The poaching of African elephants for their ivory tusks is threatening to drive the species to extinction. For that reason, many nations–including the U.S.–severely restrict the trafficking of ivory. But an alarming report just released from four conservation nonprofits indicate that the vast majority of ivory sold in Hawaii lacks crucial documentation indicating that the material was obtained legally.
“The lack of documentation from these online retailers potentially allows recently poached ivory to be sold side by side with truly antique ivory, confusing law enforcement officers and consumers alike,” said Jeff Flocken, North American regional director, International Fund for Animal Welfare, in a Mar. 3 press release on the new report. “It’s far too easy for legal and illegal ivory to coexist in the market place. If elephants are to have a chance of survival, the ivory trade needs to go extinct.”
The 20-page report, sponsored by the International Fund for Animal Welfare (IFAW), Humane Society International (HSI), The Humane Society of the United States (HSUS), the Wildlife Conservation Society (WCS) and the Natural Resources Defense Council (NRDC), took a “snap shot” of online ivory retailers in Hawaii. The results weren’t good, to say the least.
“In just six days, investigators found more than 1,800 advertisements for ivory jewelry, carved walrus tusks, scrimshawed elephant toenails,” states the news release. “All told, more than 4,600 items–worth more than $1.2 million–were offered for sale. The overwhelming majority of products were advertised as elephant ivory and could have been illegal, as they lacked evidence proving that the tusks and carvings had been imported in accordance with federal law.”
Researchers found 47 ivory sellers throughout the state, 13 of which were located on Maui (the report doesn’t identify any of them by name). “Twenty-six were businesses including stores, galleries, artist associations, estate liquidators, and antique and auction websites, while twenty-one were individuals operating on the peer-to-peer site Craigslist.org,” states the report. “Though many of the businesses also have physical storefronts on the islands, this investigation focused on online commerce exclusively and did not compile data on retailers’ offline sales activity.”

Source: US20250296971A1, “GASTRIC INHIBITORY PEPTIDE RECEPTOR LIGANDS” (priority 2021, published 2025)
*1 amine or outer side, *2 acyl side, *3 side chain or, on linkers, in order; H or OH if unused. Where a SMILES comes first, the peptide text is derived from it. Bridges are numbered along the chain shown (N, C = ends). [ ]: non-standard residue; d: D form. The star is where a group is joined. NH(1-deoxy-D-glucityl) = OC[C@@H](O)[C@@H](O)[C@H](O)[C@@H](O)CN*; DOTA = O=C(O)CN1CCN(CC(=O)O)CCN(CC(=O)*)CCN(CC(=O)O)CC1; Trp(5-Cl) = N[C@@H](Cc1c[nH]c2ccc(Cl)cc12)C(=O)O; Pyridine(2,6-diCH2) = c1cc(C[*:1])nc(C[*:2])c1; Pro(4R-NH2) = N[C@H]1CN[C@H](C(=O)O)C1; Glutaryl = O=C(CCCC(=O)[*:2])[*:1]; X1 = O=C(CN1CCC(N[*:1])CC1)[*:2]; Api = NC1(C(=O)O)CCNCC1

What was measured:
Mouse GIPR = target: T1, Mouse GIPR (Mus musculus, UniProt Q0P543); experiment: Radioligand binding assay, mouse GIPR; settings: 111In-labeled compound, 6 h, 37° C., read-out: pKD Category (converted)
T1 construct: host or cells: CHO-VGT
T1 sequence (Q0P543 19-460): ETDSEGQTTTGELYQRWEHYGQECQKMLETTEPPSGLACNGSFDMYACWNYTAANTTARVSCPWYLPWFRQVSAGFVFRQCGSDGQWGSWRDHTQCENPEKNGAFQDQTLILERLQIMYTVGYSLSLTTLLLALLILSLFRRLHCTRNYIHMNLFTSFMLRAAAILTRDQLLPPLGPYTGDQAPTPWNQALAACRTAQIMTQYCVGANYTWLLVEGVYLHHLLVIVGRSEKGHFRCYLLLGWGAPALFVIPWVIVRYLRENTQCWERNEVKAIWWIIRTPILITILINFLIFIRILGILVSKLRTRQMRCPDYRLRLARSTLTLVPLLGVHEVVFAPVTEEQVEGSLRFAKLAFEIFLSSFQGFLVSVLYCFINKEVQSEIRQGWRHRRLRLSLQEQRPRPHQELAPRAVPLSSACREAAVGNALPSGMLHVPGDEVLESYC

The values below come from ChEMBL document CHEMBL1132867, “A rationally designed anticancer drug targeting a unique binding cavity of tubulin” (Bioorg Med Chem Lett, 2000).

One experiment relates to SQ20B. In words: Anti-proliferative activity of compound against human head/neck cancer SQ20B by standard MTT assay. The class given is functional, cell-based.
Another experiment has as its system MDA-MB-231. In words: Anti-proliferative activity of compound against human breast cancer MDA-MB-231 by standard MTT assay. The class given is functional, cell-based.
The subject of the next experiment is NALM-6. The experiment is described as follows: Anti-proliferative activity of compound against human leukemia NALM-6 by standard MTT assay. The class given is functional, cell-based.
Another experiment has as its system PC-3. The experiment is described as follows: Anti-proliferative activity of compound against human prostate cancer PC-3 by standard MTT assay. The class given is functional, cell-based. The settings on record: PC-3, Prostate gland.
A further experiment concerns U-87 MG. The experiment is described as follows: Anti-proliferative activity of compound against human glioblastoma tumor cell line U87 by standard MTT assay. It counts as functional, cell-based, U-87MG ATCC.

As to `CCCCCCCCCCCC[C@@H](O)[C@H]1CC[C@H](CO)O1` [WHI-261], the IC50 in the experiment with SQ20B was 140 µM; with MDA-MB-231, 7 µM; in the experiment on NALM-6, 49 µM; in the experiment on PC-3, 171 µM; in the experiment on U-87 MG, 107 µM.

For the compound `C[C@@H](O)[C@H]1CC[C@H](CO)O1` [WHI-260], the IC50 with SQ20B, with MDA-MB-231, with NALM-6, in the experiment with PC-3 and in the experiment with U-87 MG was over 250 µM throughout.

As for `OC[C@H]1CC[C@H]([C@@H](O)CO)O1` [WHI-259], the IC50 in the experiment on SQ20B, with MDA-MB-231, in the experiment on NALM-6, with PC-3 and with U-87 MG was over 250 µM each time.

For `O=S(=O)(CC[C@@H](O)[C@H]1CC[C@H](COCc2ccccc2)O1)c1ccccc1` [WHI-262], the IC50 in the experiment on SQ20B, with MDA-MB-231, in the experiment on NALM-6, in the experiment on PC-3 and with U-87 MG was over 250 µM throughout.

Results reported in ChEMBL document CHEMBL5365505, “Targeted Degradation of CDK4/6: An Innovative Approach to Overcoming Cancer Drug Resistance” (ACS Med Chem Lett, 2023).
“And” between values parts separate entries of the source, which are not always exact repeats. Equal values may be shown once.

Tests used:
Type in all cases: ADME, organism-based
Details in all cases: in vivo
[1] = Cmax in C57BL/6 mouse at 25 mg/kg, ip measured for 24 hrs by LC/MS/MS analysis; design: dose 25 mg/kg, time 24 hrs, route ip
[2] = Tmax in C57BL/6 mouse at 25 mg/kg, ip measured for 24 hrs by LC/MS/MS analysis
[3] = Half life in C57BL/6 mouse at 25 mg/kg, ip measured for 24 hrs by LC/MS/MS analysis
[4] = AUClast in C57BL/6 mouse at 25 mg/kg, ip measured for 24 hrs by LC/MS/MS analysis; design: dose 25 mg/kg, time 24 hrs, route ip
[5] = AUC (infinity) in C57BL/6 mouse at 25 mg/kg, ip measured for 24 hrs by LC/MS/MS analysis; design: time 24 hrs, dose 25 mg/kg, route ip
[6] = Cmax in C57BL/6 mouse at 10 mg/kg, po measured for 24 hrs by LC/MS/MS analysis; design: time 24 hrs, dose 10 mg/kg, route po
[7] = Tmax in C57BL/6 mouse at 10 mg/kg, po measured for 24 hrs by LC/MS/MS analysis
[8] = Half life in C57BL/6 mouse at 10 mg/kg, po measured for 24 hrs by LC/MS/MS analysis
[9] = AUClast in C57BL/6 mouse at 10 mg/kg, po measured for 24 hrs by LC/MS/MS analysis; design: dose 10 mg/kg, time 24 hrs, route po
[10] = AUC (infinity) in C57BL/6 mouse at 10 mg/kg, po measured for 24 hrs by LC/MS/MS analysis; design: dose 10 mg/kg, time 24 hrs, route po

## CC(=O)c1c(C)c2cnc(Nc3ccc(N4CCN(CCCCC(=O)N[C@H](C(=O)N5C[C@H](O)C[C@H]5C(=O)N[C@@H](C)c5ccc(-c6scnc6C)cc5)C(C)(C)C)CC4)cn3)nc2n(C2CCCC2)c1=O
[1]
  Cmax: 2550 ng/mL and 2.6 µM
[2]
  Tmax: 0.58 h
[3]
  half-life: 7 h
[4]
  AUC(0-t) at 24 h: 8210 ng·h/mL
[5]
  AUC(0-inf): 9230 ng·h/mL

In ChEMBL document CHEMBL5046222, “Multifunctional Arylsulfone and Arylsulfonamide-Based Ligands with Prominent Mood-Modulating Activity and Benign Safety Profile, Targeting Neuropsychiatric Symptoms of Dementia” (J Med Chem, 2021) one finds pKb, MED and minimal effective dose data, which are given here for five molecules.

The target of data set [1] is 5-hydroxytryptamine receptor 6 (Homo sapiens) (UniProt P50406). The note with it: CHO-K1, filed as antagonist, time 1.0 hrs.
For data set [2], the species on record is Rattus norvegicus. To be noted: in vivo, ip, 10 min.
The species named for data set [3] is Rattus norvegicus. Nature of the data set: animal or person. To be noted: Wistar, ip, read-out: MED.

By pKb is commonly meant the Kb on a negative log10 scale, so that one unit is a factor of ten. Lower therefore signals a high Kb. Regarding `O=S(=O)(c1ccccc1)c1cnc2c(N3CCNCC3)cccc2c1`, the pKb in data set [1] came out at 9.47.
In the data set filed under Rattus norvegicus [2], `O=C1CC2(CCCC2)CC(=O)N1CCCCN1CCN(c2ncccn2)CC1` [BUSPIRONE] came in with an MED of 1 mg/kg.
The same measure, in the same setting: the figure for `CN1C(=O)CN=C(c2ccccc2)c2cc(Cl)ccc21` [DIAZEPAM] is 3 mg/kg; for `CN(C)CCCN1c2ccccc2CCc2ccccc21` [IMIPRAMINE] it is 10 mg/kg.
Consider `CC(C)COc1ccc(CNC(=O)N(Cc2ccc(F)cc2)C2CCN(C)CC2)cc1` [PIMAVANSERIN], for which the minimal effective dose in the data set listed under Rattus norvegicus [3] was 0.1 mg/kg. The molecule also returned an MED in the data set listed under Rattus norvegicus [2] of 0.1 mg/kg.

Just one of the retailers, the report noted, had adequate documentation on the source of the ivory it sold.
The vast majority of the ivory sold in Hawaii, researchers noted, came from elephants. “Of the 4,661 products in stock or for sale, 3,986 (91%) were created from elephant parts, primarily ivory tusks,” states the report. “[O]f the remainder, 210 were whale, 96 were mammoth, 82 were walrus, 3 were hippopotamus, and 108 were listed as cow or ox bone but were suspected to be ivory based on the description, photographs, and price points.” Jewelry constituted nearly 94 percent of the ivory researchers found, the report noted.
The report makes clear the dangers associated with so much undocumented ivory sold in Hawaii:
The poaching crisis faced by African elephants today is driven by demand for their tusks, and online markets like the ones covered in this investigation help to fill this demand. Moreover, the general lack of documentation from the online retailers that we scrutinized could allow recently poached ivory to be sold side by side with truly antique ivory, confusing law enforcement officers and consumers alike.
With New York and California passing ivory bans in the last two years, Hawai‘i now constitutes the largest remaining ivory market in the United States. Hawai‘i should do its part to protect African elephants by enacting a ban of its own. By halting ivory sales in the state, Hawai‘i would be directly helping to protect one of the world’s most iconic species from being driven to extinction for the sake of trinkets, decorative statutes and jewelry.
Click here to read the report.
Photo of raw ivory seized in 2013: US Fish and Wildlife Service/Wikimedia Commons